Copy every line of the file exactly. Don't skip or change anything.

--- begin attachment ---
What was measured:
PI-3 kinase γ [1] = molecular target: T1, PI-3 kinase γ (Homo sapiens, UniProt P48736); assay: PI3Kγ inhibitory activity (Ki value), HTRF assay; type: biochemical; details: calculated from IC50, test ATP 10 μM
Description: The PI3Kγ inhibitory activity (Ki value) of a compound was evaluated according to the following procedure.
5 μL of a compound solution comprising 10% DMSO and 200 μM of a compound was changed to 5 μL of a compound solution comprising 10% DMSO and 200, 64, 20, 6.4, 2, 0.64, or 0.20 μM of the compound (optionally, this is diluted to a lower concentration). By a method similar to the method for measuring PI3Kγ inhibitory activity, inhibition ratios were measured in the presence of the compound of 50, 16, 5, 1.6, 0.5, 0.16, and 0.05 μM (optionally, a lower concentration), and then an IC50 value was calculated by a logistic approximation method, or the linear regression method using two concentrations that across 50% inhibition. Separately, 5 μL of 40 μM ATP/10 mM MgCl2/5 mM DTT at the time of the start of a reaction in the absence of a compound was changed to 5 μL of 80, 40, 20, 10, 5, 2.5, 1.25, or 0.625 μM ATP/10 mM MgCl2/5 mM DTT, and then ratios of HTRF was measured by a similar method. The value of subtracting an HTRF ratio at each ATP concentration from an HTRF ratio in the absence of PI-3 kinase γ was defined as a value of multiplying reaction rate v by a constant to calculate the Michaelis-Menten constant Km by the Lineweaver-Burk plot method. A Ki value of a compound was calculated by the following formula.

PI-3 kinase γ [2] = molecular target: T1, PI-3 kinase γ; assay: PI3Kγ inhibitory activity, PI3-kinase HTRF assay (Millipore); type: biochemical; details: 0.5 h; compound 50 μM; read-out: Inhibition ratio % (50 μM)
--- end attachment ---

What was measured:
PI-3 kinase γ [1] = molecular target: T1, PI-3 kinase γ (Homo sapiens, UniProt P48736); assay: PI3Kγ inhibitory activity (Ki value), HTRF assay; type: biochemical; details: calculated from IC50, test ATP 10 μM
Description: The PI3Kγ inhibitory activity (Ki value) of a compound was evaluated according to the following procedure.
5 μL of a compound solution comprising 10% DMSO and 200 μM of a compound was changed to 5 μL of a compound solution comprising 10% DMSO and 200, 64, 20, 6.4, 2, 0.64, or 0.20 μM of the compound (optionally, this is diluted to a lower concentration). By a method similar to the method for measuring PI3Kγ inhibitory activity, inhibition ratios were measured in the presence of the compound of 50, 16, 5, 1.6, 0.5, 0.16, and 0.05 μM (optionally, a lower concentration), and then an IC50 value was calculated by a logistic approximation method, or the linear regression method using two concentrations that across 50% inhibition. Separately, 5 μL of 40 μM ATP/10 mM MgCl2/5 mM DTT at the time of the start of a reaction in the absence of a compound was changed to 5 μL of 80, 40, 20, 10, 5, 2.5, 1.25, or 0.625 μM ATP/10 mM MgCl2/5 mM DTT, and then ratios of HTRF was measured by a similar method. The value of subtracting an HTRF ratio at each ATP concentration from an HTRF ratio in the absence of PI-3 kinase γ was defined as a value of multiplying reaction rate v by a constant to calculate the Michaelis-Menten constant Km by the Lineweaver-Burk plot method. A Ki value of a compound was calculated by the following formula.

PI-3 kinase γ [2] = molecular target: T1, PI-3 kinase γ; assay: PI3Kγ inhibitory activity, PI3-kinase HTRF assay (Millipore); type: biochemical; details: 0.5 h; compound 50 μM; read-out: Inhibition ratio % (50 μM)